Central to the novel is the battle between good and evil. On Malacandra, the seroni, hrossa, and pfifltriggi all live in harmony and work together based on their strengths. The seroni are known for their intellectualism and scholarly studies, the hrossa, whose language is adopted as the universal language of Malacandra, are renowned poets, and the pfifltriggi are skilled artisans and craftsmen. Each race recognizes its own strengths as well as those of the other races and is willing to work for another race as well as to ask them for help. This sense of community comes from the idea of hnau. The races of Malacandra give freely to each other in times of need because they are all hnau and thus share a common awareness of the world. When Ransom asks Hyoi if the hrossa have conflicts with the seroni or pfifltriggi over food or other material possessions, Hyoi responds by saying that any hnau would give another hnau food if they truly needed it, and that he trusts Maleldil to ensure that there will always be enough food being grown (Lewis, 72). As shown by this example and throughout the entire novel, the "good" side is constantly associated with a strong sense of community watched over by God.

Lewis makes it clear to the reader which side should be favored, as everything evil (mostly things from Earth) is described as "bent" by the Malacandrans, implying that anything "bent" has strayed from the straight (good) path, which to Lewis is the path of God. Humanity is represented by Devine and Weston, who are clearly "bent" as they violently intrude upon the good Malacandrans. According to Hyoi, no hnau lives a bent life (Lewis, 73), meaning that humans are not to be considered rational beings when compared to the other species of the universe. Later in the novel, Devine and Weston prove their savageness by killing Hyoi while looking for Ransom. According to the hrossa, "one does not kill hnau, only Oyarsa does that" (Lewis, 82). Thus, the humans have proven that they are not hnau and do not belong in the realm of God.

If humans and Malacandrans were completely separate morally, then Lewis would have failed as an "apostle to the skeptics." In the context of a Christian allegory, Ransom, who is a human, represents the common man who discovers God and is thus delivered from evil by the end of the novel. In the beginning, Ransom is not much different from Weston and Devine. When he was forced to journey with them to Malacandra, Ransom had the same fearful assumptions that the native people were brutal savages. What sets Ransom apart from the other two humans is his willingness to negotiate and learn. When he first meets Hyoi, Ransom is terrified. However, he tries communicating with the hross and eventually figures out that there are intelligent species on Malacandra. After he learns more about Malacandran culture and about hnau, Ransom becomes determined to prove that humans are also hnau. It can thus be interpreted that Ransom has embarked on a spiritual journey of self-discovery to make himself presentable before God.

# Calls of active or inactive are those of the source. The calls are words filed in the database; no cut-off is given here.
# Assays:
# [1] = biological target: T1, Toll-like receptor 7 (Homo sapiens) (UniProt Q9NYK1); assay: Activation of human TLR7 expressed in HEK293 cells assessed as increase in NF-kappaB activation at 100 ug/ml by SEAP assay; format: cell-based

Ransom's metaphorical journey becomes a physical journey as the Oyarsa requests an audience with him. At first, Ransom is reluctant to go, but Weston and Devine's murder of Hyoi eventually convinces Ransom to visit the Oyarsa. Most likely, seeing the moral stupor that his race is in made Ransom further want to prove that humans as a whole are better than Weston and Devine have shown. When Ransom finally meets with the Oyarsa, it tells him that it also wanted to see Weston and Devine, but since only Ransom came willingly, the Oyarsa regarded him as morally superior to the other two humans and even offers to let him stay on Malacandra. This encounter represents the notion that God wants to help everyone, but only those who seek Him out are rewarded. This underlying message is especially powerful to the so called "skeptics" whom Lewis is trying to convince to seek out God.


1. Lake, David. “C.S. Lewis: Overview.” St. James Guide for Science Fiction Writers. New York: St. James Press, 1996.

2. Lane, John. "Out of the Silent Planet by C. S. Lewis." The New York Times 1 Oct. 1938: 625.

3. Lewis, C. S. Out of the Silent Planet. New York: Simon & Schuster, 1996.

4. Moorman, Charles. “Space Ship and Grail: The Myths of C. S. Lewis .” Contemporary Literary Criticism 14 (1980): 401-405.

5. Schwartz, Sanford. “Cosmic anthropology: race and reason in Out of the silent planet.” Christianity and Literature 52.4 (2003).

6. White, Michael. C. S. Lewis: A Life. New York: Carol & Graf Publishers, 2004.